For more information on re-training the brain and brain plasticity, see Norman Doidge’s book ‘The Brain That Changes Itself’. If time permitted, we could discuss applications of that book to bridge improvement. Recent research suggests that you need to participate in an activity like bridge more than one session a week in order to re-train the brain, so this Gold Coast Congress should be good for your brain!
Two of the regulars in recent Australian teams consulted a sports psychologist in order to improve their concentration. Their excellent subsequent bridge results speak for themselves. Jens Auken from Denmark says in a BOLS Bridge Tip that you should try to develop the ability to spot Kill Points, i.e. points in the bidding or play when stopping to think are crucial. That’s not so easy to do, and Jens gives little advice on how to do so. Possibly a topic for later?
At Eastern Suburbs bridge clubs in Sydney that serve cappuccinos, whenever your opponent is paying for the coffee as they play cards, the chance of them playing the wrong card is greatly enhanced. Ever since I noticed this, when I’m directing and collect table-money from each table, I try to collect it between hands so that the players are not distracted by my activity into making errors. I think players also become distracted when the Director is at the table and can thus often get confused and play wrong cards or say wrong things to the Director or misunderstand what the Director is saying.
Decision Fatigue, or even general tiredness which is something different, can also cause concentration errors, a term identified in the New York Times. When you are suffering general tiredness, Zia’s advice is to take it easy and let partner be in charge, let partner make most of the decisions.
2. Partnership Handling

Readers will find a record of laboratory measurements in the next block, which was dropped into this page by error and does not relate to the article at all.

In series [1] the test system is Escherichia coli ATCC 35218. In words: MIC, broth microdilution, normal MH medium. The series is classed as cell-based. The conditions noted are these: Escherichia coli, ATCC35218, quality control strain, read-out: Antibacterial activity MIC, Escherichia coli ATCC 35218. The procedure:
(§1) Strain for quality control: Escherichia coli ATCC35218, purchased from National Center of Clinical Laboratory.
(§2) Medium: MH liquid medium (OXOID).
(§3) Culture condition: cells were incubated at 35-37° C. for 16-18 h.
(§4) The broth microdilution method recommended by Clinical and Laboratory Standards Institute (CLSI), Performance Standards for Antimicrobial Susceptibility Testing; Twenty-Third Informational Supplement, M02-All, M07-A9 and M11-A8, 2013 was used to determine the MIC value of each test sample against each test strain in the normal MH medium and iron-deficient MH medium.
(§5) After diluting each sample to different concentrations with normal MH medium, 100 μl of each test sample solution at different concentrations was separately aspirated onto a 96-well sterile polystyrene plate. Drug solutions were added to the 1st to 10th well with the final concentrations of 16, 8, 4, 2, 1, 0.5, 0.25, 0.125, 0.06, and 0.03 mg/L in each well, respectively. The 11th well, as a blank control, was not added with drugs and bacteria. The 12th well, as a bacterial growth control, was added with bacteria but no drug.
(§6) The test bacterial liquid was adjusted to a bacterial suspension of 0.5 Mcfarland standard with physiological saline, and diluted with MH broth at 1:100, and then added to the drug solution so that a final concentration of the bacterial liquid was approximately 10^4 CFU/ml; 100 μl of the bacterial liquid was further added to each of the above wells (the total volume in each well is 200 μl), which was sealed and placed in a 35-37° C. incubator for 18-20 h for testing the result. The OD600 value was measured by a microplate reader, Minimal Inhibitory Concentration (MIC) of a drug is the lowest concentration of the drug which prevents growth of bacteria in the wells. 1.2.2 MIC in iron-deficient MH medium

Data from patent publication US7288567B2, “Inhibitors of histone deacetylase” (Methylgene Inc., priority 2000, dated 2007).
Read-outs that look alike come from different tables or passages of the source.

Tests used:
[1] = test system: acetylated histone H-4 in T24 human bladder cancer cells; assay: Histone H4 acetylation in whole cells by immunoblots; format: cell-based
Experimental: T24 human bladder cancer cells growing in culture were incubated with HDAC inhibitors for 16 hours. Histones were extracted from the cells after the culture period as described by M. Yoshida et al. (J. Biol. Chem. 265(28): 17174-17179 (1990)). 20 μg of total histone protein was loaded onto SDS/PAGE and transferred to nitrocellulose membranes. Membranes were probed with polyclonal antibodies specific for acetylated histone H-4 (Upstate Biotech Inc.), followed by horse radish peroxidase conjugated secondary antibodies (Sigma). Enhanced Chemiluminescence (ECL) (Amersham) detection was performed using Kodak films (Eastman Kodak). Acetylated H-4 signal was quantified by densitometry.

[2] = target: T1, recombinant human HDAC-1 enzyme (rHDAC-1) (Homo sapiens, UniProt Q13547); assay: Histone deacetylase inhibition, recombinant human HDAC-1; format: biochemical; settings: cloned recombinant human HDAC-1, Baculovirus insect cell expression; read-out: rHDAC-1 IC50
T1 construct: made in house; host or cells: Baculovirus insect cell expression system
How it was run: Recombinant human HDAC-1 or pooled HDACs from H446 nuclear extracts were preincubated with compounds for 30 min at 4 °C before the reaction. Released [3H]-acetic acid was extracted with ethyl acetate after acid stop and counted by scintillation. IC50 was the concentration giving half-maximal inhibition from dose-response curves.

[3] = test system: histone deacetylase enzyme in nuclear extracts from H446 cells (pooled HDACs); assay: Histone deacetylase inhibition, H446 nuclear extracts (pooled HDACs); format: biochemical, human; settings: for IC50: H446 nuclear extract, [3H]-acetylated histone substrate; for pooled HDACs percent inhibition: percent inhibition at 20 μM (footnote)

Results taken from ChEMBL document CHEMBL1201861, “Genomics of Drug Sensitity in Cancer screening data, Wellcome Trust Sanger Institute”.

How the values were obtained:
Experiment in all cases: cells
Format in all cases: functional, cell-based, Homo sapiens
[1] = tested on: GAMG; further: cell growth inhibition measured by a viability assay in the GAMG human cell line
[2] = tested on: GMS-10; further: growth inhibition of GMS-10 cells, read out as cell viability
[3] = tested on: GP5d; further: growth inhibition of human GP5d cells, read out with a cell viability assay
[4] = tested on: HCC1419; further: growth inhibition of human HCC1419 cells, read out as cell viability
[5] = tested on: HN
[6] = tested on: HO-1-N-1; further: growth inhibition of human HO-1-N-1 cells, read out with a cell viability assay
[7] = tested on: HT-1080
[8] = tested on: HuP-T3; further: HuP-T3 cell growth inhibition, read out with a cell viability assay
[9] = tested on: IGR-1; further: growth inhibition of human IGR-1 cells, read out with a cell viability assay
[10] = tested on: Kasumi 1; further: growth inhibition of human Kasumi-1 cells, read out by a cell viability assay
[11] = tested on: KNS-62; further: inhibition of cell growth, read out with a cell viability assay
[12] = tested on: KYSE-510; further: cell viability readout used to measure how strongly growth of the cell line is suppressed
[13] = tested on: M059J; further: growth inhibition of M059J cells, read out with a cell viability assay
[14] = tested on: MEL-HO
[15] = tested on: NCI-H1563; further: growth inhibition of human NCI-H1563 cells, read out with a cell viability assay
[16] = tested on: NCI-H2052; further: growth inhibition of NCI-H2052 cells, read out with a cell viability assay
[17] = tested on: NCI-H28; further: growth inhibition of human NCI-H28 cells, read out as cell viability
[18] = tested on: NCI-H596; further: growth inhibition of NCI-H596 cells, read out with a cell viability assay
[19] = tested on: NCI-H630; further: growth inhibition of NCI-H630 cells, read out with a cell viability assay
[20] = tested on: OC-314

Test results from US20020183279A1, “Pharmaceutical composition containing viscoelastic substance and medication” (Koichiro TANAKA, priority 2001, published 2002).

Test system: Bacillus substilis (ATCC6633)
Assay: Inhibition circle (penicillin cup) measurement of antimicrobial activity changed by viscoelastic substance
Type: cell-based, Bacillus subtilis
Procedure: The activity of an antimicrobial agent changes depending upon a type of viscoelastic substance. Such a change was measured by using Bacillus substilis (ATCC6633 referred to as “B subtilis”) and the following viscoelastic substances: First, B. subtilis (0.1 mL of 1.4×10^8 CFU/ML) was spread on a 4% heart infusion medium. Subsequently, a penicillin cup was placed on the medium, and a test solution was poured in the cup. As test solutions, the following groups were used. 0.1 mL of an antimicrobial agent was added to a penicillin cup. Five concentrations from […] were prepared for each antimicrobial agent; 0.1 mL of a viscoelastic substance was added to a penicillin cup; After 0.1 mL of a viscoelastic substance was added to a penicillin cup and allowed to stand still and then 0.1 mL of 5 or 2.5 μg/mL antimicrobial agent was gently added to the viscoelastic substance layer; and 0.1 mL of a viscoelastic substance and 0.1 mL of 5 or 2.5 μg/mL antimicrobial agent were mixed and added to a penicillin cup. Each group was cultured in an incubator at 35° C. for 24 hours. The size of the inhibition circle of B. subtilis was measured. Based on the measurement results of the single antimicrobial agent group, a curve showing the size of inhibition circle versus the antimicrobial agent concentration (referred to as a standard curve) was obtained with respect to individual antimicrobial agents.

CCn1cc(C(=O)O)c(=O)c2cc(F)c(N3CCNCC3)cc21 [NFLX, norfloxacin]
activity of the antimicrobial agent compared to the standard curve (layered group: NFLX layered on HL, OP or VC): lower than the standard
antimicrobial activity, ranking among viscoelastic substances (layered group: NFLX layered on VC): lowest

When Jeff Meckstroth is asked in a Youtube interview if he and Eric Rodwell (the world’s best pair) ever get angry, he replies “just about every hand”. But “we’re very good at rooting for each other”, he adds. Handling of team members also is important. Kate McCallum, an American who won the 2008 Gold Coast Teams wrote in a training paper for female internationals, among other good advice, that you have to take care of your weakest team member(s), to make sure they are in their Comfort Zone and don’t feel like they are letting the team down in any way. The same applies to partners.
Getting irritated with partner is one thing. Anger management is an issue we will skip past. Getting annoyed with oneself is more common and is a serious problem, partly because when you are annoyed with yourself, you are more likely to lash out at partner, especially if (s)he could have prevented your own error, which upset you. This happens a lot at bridge. My friend from university days Jon Free asked me recently whether I still get annoyed at the bridge table. That made me think about how annoyed I used to get…..
Avi Kanetkar at a neighbouring table once noticed my veins reacting as I got very annoyed with an opponent. After the match, Avi advised me that this can cause strokes. Having seen a husband die of a stroke at the next table to me in a NSW Country Congress many years ago after a match when we couldn’t help notice him berating his wife loudly, I have tried to heed Avi’s advice. Avi is in the 2013 Australian Open Team and Australian Senior Team, so his advice is worth following. Easy does it. We all have problems and we all try to deal with our anger. At bridge, making a massive effort to take it easy and not get upset is necessary if you want to become a really top expert.
(Ed: around 80 people attended Peter Gill’s discussion of the above themes between Sessions on Saturday.
See the calendar of events in this Bulletin for details of other guest speakers.)